Pie in the sky

B-movie fans have come to expect fun things from Kathy and Tommy Hildreth. Comet Video, their Wadesboro, N.C., store, stocks the hardest-to-get B westerns and serials, and for the last five years they’ve brought us glamorous glimpses of a bygone era via their Asheville Film Festival.

This year’s event features, live, a bouquet of past and present stars of westerns, musicals, sci-fi, slapstick and soaps that includes, among others, Pamela Sue Martin (Dynasty), Pat Priest (The Munsters), WNC resident Elizabeth MacRae (Gunsmoke, Gomer Pyle), Soupy Sales and Noreen Nash.

Nash has played about every role there is — showgirl, actress, novelist, wife, mother. She appeared in such films as The Red Stallion (1947), The Adventures of Casanova (1948), Giant (1956) and The Lone Ranger and the Lost City of Gold (1958), acting opposite Robert Paige, Rock Hudson, Arturo de Cardova and Clayton Moore.

“It’s been a wonderful life. I have done so many things and have two outstanding sons and four grandchildren,” she told Mountain Xpress from her California home. “I’m really humbled by my good fortune.”

After winning a beauty contest in her home state of Washington, Nash was invited to take a screen test in Hollywood. “And I never left,” she says. She began her career as a showgirl and soon found herself in a whirlwind romance with Dr. Lee Siegel, 20th Century Fox’s staff physician — also known as “doctor to the stars.”

“It was a very exciting time in Hollywood, and we were in the middle of it,” she noted, adding, “My career is so long ago it seems like another life, really.”

James Whitmore has distinguished himself as an actor in a variety of venues. On-stage, he has enthralled theatergoers with his one-man shows Harry Truman, Franklin Roosevelt, Walt Whitman and his personal favorite, Will Rogers.

His film credits include Them (1954), The Deep Six (1957), Planet of the Apes (1968), Give ‘Em Hell, Harry (1975), The Shawshank Redemption (1994) and dozens more. He received an Oscar nomination as Best Supporting Actor in only his second film — 1949’s Battleground — and recently appeared in the television drama The Practice.

Whitmore has brought a variety of characters to life, perhaps none more tragic than the inmate he played in The Shawshank Redemption.

“Very often, you evaluate a role and its worth by the entrance and the exit of the character,” he reveals. “And when you enter supposedly about to eat a worm in the prison food … and then you exit by hanging yourself in total despair — it’s not bad. The stuff that came in between was quite wonderful, and the direction was terrific, so making that was generally a very happy experience.”

Back in the 1970s, Pat Priest was part of one of television’s most popular, offbeat comedies. As Marilyn Munster, she played the one normal-looking family member on The Munsters, an Addams Family copycat. She also had roles on Bewitched, My Favorite Martian, The I Love Lucy Show and Voyage to the Bottom Of the Sea, and worked on several films, including East of Eden (1955) and Easy Come, Easy Go (1967) with Elvis Presley.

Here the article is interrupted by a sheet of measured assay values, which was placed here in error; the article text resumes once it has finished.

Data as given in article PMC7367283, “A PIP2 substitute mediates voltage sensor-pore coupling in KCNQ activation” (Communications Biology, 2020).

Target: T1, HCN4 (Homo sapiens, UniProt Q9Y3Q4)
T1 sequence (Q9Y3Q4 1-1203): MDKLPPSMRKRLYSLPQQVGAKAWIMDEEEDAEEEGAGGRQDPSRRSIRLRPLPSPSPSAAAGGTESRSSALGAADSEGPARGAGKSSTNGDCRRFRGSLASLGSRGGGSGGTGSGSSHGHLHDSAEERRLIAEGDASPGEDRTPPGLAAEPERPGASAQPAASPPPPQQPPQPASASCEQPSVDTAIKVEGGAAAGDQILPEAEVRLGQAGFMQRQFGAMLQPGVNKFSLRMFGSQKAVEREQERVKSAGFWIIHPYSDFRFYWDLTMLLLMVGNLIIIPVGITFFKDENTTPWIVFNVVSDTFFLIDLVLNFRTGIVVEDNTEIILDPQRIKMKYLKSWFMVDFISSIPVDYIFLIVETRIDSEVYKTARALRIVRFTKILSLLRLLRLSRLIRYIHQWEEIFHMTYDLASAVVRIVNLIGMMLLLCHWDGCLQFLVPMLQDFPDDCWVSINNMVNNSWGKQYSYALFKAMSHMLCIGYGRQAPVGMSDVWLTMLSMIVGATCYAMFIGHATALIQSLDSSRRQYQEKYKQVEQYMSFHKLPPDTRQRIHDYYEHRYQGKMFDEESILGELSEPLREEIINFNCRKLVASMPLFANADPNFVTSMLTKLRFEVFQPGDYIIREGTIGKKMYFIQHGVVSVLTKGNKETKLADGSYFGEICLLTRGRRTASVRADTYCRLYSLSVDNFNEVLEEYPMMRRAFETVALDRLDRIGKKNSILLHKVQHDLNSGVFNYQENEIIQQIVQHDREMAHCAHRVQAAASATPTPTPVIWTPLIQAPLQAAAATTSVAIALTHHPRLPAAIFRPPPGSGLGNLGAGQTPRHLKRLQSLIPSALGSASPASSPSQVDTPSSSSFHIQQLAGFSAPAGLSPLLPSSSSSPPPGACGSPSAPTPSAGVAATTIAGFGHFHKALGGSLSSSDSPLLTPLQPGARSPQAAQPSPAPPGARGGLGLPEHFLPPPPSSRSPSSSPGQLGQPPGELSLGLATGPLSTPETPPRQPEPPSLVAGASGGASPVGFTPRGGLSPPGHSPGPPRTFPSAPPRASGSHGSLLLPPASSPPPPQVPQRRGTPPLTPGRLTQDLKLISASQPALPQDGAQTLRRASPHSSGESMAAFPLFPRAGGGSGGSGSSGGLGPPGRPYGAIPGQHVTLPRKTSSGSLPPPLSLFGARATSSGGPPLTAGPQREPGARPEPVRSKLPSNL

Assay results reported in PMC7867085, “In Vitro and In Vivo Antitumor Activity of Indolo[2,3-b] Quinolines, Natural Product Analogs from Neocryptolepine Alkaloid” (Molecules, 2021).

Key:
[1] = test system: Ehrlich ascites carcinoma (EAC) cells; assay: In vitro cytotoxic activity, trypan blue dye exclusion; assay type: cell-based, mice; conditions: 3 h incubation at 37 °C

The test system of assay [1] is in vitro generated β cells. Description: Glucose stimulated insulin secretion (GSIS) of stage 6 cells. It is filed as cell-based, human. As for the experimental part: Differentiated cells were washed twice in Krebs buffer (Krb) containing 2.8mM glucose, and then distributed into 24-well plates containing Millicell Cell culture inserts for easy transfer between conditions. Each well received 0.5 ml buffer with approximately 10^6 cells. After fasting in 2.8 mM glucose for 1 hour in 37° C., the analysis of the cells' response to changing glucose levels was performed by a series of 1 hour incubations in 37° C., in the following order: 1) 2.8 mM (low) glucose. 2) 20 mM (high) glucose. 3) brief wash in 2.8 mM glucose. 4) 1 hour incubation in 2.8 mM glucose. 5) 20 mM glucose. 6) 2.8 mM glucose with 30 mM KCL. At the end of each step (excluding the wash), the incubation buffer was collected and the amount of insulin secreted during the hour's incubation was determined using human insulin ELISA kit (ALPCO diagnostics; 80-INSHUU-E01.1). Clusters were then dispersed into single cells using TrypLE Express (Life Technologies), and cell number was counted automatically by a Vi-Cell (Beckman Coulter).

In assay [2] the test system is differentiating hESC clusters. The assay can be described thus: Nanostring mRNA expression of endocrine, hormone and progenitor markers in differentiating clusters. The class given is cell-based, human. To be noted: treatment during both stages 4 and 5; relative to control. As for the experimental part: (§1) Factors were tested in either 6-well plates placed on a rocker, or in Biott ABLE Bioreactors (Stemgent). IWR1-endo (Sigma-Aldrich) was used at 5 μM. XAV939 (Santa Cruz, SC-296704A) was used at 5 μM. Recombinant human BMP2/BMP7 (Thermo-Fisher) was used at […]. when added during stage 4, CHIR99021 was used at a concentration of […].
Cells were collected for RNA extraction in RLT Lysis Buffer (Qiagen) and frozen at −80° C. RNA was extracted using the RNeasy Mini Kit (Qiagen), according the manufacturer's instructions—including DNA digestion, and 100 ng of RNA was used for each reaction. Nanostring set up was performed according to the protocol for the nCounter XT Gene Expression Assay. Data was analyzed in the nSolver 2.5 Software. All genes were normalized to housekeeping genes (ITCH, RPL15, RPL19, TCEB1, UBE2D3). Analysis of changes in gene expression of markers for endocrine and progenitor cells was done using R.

“He was very polite, shy, and very religious,” she recalls. “I have a good memory of him. I was sort of a bad girl in the film, trying to get to some buried treasure, and bad girls never get to kiss Elvis. Only the good girls do, so I didn’t have that experience, or pleasure.”

But being Marilyn — the only traditionally pretty member of the lovably ugly Munster family — had its rewards.

“At the end of a long day, I could get into my car and drive home, and it took everyone else an hour to get out of their makeup.”

The actress retired and moved to Idaho about 15 years ago. “We live out in the country on a river, and it’s a lovely way of life,” she says. Priest doesn’t have cable TV, but she caught part of a 48-hour “Munsters Marathon” in a hotel room recently.

“It’s kind of called ‘watch and weep,’ because I don’t remember when I was that thin and that pretty,” she smiles. “I’m now just a little, well-rounded grandma.”

The Munsters‘ continued popularity astounds the actress.

“I wish I had kept my scripts,” she says. “When we finished work on Friday, there was a garbage can by the door, and we’d just toss our scripts in. I saved no memorabilia, and now The Munsters memorabilia is so expensive I can’t afford it.” Priest is flying to Asheville with another festival guest-star, fellow Idahoan Pamela Sue Martin (Dynasty, Nancy Drew).

Soupy Sales, one of America’s revered comic personalities, was born in Franklinton, N.C., and spent his early boyhood in the Tar Heel state. “I’m looking forward to coming down, because I have property there. The Ramada Inn is holding two of my suitcases,” he deadpans. Sales graduated from the same physical-comedy school as the likes of Jackie Gleason and Milton Berle, and he says he misses the variety shows that decorated television’s golden era.

“I don’t watch too many sitcoms,” he admits. “I watch ‘Sex In The City,’ ‘The Sopranos,’ and I’m looking forward to John Goodman’s new show.” Sales’ trademark gag has long been the taking and giving of cream pies. He pied Frank Sinatra while he was singing “A Foggy Day,” and he once ambushed Sammy Davis Jr. and Trini Lopez in a veritable pie-fest on his show. Mostly, though, he’s known for taking them — right on the kisser.

But he doesn’t support pie-throwing as a political act.

“You have to know that you’re going to get hit with a pie, or else you’re not going to be very happy,” notes the TV pioneer. “Of course, Frank [Sinatra] knew. If he didn’t, I’d be a right turn on I-95.”

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